If you've spent any time on the internet in the last few days, you may have heard about that interview where Marvel VP of sales, David Gabriel, blamed women and diversity for the slump in sales of Marvel comics. (If you haven't heard about this, read about it on Geeky Tyrant here: http://geektyrant.com/news/marvel-vp-blames-women-and-diversity-for-marvel-comics-slump-in-sales)
And of course the internet kind of lost their shit over this, and rightfully so. I've read several pieces about this and how fans are supportive of the diversity, and I agree. But Marvel comic sales are down. But why? Let me give you my perspective.
I'll start with Captain Marvel, because this is easily my favorite series right now. The series that Kelly Sue Deconnik wrote was great. She made the character fun and intriguing. I truly had FUN reading these! The recent stuff issues have been fun too. I love everything going on with Alpha Flight. But the Civil War II tie in felt like it dragged on. This version of Civil War did not pull me in like the original did. The original Civil War was because of a fundamental disagreement in a core belief. This was Carol Danvers and Iron Man not seeing eye to eye and everything getting blown out of proportion.
Since we're on Civil War II, let's expand a bit. There were so many tie in stories with this. It was brutal. This relates to an issue brought up in that Geek Tyrant article - comics are expensive. If you are able to get away with $4 per issue, you were at $30+ for Civil War II and easily that again for the tie ins. That starts to get tough. Not everyone can get away with that. I spend a decent amount on comics, but I still hold out on a lot of stuff and borrow it from the library because I do still have to buy food.
I mentioned this above, but I'll repeat, Civil War II did not pull me in. It was the big event of 2016, and I felt no emotional tie. I think that's a lot bigger problem with Marvel's sales than diversity.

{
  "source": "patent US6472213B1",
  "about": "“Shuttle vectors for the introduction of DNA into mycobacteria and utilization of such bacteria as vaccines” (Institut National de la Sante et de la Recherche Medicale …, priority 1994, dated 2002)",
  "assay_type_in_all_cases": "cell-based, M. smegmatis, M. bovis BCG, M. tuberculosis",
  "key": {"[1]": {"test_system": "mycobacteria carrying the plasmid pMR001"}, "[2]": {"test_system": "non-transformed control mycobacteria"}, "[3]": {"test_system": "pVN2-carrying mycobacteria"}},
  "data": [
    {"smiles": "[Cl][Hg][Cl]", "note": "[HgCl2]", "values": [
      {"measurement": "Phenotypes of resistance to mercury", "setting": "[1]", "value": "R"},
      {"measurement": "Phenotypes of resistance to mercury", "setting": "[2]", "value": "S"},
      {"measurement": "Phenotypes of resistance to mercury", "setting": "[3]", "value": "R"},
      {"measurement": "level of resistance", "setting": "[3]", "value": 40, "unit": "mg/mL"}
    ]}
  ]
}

Now let's talk about a few of the new characters who have taken off recently. Kamala Khan as Miss Marvel was a great introduction to the Marvel Universe. A young Muslim as a superhero? Bravo to Marvel for putting this out there. I read the first few volumes but just lost interest. As a 34-year old, I had some challenge caring too much about her high school problems. I'm not saying this should change. It's great that there is a comic that can appeal to younger or newer readers. I also just started to fade from caring too much about the overall story line.
Unbeatable Squirrel Girl kind of falls into the same category for me. I read the first couple volumes and enjoyed those, but I just started to fade away from the story. I love that she's quirky, but again for me there was the age gap that made it harder to relate. I am also fully in support of Squirrel Girl being out there.
Another big introduction is Jane Foster as The Mighty Thor. I actually like her better than the original Thor. She has more personality, and the balance between being Jane Foster battling cancer and The Mighty Thor battling bad guys is amazing.
There are plenty of other examples in the Marvel universe (I didn't even get started on Gwenpool) of great female and diverse characters. Ultimately, why are their sales down? I'm sure Marvel has some better analytics on this, but maybe it's more the direction of some of the stories and the reliance on Civil War II. Maybe there are some "issues" with a lot of the core readers who spend a lot of money. But I find it hard to believe that good, entertaining stories are the reason sales are down.
So what do you think about this whole thing? Are comics really in a state that something like adding diversity can be hurting sales?